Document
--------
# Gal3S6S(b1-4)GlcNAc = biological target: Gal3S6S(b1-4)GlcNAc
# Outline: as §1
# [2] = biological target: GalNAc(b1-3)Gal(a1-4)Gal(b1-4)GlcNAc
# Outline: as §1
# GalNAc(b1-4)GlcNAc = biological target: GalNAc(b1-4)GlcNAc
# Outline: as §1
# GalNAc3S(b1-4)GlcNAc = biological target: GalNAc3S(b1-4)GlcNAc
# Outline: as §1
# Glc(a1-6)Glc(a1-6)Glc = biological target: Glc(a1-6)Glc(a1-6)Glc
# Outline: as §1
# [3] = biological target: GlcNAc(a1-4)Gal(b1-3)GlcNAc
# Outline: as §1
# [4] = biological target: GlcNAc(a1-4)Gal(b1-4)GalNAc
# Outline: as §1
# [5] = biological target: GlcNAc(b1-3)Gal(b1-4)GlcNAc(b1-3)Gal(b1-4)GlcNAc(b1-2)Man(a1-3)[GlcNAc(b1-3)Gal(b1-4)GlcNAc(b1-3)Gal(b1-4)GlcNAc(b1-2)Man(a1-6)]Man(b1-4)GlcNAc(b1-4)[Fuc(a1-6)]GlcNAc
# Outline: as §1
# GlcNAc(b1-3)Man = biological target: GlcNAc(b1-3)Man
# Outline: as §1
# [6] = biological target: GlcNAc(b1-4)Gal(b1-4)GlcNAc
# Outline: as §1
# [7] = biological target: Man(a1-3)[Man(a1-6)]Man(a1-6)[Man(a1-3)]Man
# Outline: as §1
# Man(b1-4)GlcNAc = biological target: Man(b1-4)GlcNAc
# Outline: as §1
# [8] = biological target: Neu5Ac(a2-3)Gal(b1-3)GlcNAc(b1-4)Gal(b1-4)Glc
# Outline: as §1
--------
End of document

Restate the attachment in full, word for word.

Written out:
# Gal3S6S(b1-4)GlcNAc = biological target: Gal3S6S(b1-4)GlcNAc
# Outline: as §1
# [2] = biological target: GalNAc(b1-3)Gal(a1-4)Gal(b1-4)GlcNAc
# Outline: as §1
# GalNAc(b1-4)GlcNAc = biological target: GalNAc(b1-4)GlcNAc
# Outline: as §1
# GalNAc3S(b1-4)GlcNAc = biological target: GalNAc3S(b1-4)GlcNAc
# Outline: as §1
# Glc(a1-6)Glc(a1-6)Glc = biological target: Glc(a1-6)Glc(a1-6)Glc
# Outline: as §1
# [3] = biological target: GlcNAc(a1-4)Gal(b1-3)GlcNAc
# Outline: as §1
# [4] = biological target: GlcNAc(a1-4)Gal(b1-4)GalNAc
# Outline: as §1
# [5] = biological target: GlcNAc(b1-3)Gal(b1-4)GlcNAc(b1-3)Gal(b1-4)GlcNAc(b1-2)Man(a1-3)[GlcNAc(b1-3)Gal(b1-4)GlcNAc(b1-3)Gal(b1-4)GlcNAc(b1-2)Man(a1-6)]Man(b1-4)GlcNAc(b1-4)[Fuc(a1-6)]GlcNAc
# Outline: as §1
# GlcNAc(b1-3)Man = biological target: GlcNAc(b1-3)Man
# Outline: as §1
# [6] = biological target: GlcNAc(b1-4)Gal(b1-4)GlcNAc
# Outline: as §1
# [7] = biological target: Man(a1-3)[Man(a1-6)]Man(a1-6)[Man(a1-3)]Man
# Outline: as §1
# Man(b1-4)GlcNAc = biological target: Man(b1-4)GlcNAc
# Outline: as §1
# [8] = biological target: Neu5Ac(a2-3)Gal(b1-3)GlcNAc(b1-4)Gal(b1-4)Glc
# Outline: as §1